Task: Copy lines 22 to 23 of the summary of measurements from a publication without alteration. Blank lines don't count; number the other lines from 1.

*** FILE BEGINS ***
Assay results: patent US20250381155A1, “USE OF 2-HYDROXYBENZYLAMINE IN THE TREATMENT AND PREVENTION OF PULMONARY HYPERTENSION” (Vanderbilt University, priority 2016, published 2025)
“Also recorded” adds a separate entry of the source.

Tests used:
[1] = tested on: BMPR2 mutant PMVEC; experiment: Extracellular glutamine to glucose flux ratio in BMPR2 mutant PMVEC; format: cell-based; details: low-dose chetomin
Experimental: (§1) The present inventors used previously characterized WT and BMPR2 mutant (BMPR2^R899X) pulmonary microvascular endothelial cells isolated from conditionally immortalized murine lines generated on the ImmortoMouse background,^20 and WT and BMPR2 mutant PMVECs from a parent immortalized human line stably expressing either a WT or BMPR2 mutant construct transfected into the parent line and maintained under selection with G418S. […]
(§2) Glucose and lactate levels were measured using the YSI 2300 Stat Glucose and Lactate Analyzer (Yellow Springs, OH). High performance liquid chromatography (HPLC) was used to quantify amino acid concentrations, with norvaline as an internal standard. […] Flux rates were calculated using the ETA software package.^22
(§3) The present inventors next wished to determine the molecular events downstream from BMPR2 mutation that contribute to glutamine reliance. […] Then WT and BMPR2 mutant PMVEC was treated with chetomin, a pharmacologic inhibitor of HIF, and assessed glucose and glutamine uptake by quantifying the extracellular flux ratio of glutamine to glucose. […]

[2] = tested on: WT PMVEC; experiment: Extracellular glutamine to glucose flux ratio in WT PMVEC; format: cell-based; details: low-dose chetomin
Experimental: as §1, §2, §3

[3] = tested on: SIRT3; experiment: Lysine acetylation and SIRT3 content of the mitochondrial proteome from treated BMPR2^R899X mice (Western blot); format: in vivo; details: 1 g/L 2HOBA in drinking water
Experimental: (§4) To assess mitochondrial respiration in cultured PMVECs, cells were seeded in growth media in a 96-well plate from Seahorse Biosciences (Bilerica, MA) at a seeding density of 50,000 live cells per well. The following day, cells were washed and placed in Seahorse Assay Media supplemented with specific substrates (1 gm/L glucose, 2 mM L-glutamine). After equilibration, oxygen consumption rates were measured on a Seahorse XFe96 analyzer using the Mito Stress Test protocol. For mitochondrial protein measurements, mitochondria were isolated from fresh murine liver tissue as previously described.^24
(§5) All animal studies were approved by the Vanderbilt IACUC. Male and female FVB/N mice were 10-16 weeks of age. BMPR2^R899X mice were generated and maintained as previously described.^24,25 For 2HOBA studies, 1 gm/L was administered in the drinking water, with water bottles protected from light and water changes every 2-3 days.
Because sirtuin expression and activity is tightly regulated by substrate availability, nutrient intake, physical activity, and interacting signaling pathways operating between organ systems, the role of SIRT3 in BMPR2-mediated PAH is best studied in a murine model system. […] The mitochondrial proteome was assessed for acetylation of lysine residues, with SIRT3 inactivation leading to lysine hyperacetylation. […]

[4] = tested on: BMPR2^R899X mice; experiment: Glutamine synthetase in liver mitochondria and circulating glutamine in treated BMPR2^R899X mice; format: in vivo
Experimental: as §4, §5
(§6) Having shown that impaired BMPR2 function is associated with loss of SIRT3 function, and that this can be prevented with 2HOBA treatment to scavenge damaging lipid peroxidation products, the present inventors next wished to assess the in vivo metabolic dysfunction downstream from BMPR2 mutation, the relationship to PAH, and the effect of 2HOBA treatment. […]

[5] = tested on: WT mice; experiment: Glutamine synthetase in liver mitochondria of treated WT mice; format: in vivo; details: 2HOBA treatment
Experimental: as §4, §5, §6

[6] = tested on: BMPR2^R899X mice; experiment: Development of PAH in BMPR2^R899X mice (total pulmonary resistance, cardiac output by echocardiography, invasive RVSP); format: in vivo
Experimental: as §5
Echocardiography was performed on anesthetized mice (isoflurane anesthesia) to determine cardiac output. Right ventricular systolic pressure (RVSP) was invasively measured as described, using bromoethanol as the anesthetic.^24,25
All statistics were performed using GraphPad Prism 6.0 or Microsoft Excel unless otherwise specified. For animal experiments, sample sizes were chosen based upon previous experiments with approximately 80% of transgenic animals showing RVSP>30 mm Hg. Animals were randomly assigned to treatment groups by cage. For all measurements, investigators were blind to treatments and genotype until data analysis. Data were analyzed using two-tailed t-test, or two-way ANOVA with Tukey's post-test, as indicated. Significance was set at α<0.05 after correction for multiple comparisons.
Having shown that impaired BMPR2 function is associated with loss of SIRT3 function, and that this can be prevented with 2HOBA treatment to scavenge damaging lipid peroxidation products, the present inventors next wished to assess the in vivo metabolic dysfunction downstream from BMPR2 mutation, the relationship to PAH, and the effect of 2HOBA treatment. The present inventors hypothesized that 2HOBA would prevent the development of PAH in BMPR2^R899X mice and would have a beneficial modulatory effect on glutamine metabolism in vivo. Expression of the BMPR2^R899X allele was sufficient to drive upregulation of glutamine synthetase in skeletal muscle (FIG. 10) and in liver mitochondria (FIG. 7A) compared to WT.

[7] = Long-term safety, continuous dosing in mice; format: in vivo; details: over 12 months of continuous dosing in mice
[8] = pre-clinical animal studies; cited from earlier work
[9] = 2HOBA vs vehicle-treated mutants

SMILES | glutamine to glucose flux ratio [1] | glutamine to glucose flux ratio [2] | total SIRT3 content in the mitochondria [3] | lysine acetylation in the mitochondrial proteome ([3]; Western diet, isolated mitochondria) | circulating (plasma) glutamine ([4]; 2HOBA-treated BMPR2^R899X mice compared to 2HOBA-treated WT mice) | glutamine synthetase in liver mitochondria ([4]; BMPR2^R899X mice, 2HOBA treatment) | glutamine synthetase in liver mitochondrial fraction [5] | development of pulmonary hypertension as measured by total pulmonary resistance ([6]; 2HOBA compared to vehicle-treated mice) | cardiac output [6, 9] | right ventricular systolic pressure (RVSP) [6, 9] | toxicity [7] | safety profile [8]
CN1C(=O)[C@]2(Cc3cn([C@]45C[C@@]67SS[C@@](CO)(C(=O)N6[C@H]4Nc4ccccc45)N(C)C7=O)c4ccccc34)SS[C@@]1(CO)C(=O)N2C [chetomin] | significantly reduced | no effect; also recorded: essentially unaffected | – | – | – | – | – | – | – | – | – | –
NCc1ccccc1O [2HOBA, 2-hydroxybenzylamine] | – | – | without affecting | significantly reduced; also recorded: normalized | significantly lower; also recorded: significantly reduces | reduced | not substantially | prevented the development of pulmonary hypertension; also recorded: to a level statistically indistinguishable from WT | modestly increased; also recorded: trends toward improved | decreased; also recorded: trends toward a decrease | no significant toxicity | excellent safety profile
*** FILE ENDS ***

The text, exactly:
All statistics were performed using GraphPad Prism 6.0 or Microsoft Excel unless otherwise specified. For animal experiments, sample sizes were chosen based upon previous experiments with approximately 80% of transgenic animals showing RVSP>30 mm Hg. Animals were randomly assigned to treatment groups by cage. For all measurements, investigators were blind to treatments and genotype until data analysis. Data were analyzed using two-tailed t-test, or two-way ANOVA with Tukey's post-test, as indicated. Significance was set at α<0.05 after correction for multiple comparisons.
Having shown that impaired BMPR2 function is associated with loss of SIRT3 function, and that this can be prevented with 2HOBA treatment to scavenge damaging lipid peroxidation products, the present inventors next wished to assess the in vivo metabolic dysfunction downstream from BMPR2 mutation, the relationship to PAH, and the effect of 2HOBA treatment. The present inventors hypothesized that 2HOBA would prevent the development of PAH in BMPR2^R899X mice and would have a beneficial modulatory effect on glutamine metabolism in vivo. Expression of the BMPR2^R899X allele was sufficient to drive upregulation of glutamine synthetase in skeletal muscle (FIG. 10) and in liver mitochondria (FIG. 7A) compared to WT.